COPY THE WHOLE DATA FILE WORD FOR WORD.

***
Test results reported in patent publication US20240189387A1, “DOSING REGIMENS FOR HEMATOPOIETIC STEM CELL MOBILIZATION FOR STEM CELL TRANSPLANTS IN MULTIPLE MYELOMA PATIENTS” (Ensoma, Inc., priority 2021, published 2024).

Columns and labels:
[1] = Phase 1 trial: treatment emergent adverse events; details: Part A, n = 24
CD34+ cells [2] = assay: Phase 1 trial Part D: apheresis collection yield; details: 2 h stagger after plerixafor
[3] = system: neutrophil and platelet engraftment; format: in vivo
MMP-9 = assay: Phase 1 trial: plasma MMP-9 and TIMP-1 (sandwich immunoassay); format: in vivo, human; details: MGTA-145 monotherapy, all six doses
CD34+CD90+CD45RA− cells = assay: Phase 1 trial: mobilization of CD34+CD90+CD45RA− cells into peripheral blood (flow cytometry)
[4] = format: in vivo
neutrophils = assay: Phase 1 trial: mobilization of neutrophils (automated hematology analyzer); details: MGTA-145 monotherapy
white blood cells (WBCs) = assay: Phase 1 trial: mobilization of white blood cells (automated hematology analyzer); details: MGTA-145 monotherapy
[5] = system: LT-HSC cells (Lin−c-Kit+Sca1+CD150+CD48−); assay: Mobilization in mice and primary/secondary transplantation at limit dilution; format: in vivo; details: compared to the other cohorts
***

Test results reported in patent publication US20240189387A1, “DOSING REGIMENS FOR HEMATOPOIETIC STEM CELL MOBILIZATION FOR STEM CELL TRANSPLANTS IN MULTIPLE MYELOMA PATIENTS” (Ensoma, Inc., priority 2021, published 2024).

Columns and labels:
[1] = Phase 1 trial: treatment emergent adverse events; details: Part A, n = 24
CD34+ cells [2] = assay: Phase 1 trial Part D: apheresis collection yield; details: 2 h stagger after plerixafor
[3] = system: neutrophil and platelet engraftment; format: in vivo
MMP-9 = assay: Phase 1 trial: plasma MMP-9 and TIMP-1 (sandwich immunoassay); format: in vivo, human; details: MGTA-145 monotherapy, all six doses
CD34+CD90+CD45RA− cells = assay: Phase 1 trial: mobilization of CD34+CD90+CD45RA− cells into peripheral blood (flow cytometry)
[4] = format: in vivo
neutrophils = assay: Phase 1 trial: mobilization of neutrophils (automated hematology analyzer); details: MGTA-145 monotherapy
white blood cells (WBCs) = assay: Phase 1 trial: mobilization of white blood cells (automated hematology analyzer); details: MGTA-145 monotherapy
[5] = system: LT-HSC cells (Lin−c-Kit+Sca1+CD150+CD48−); assay: Mobilization in mice and primary/secondary transplantation at limit dilution; format: in vivo; details: compared to the other cohorts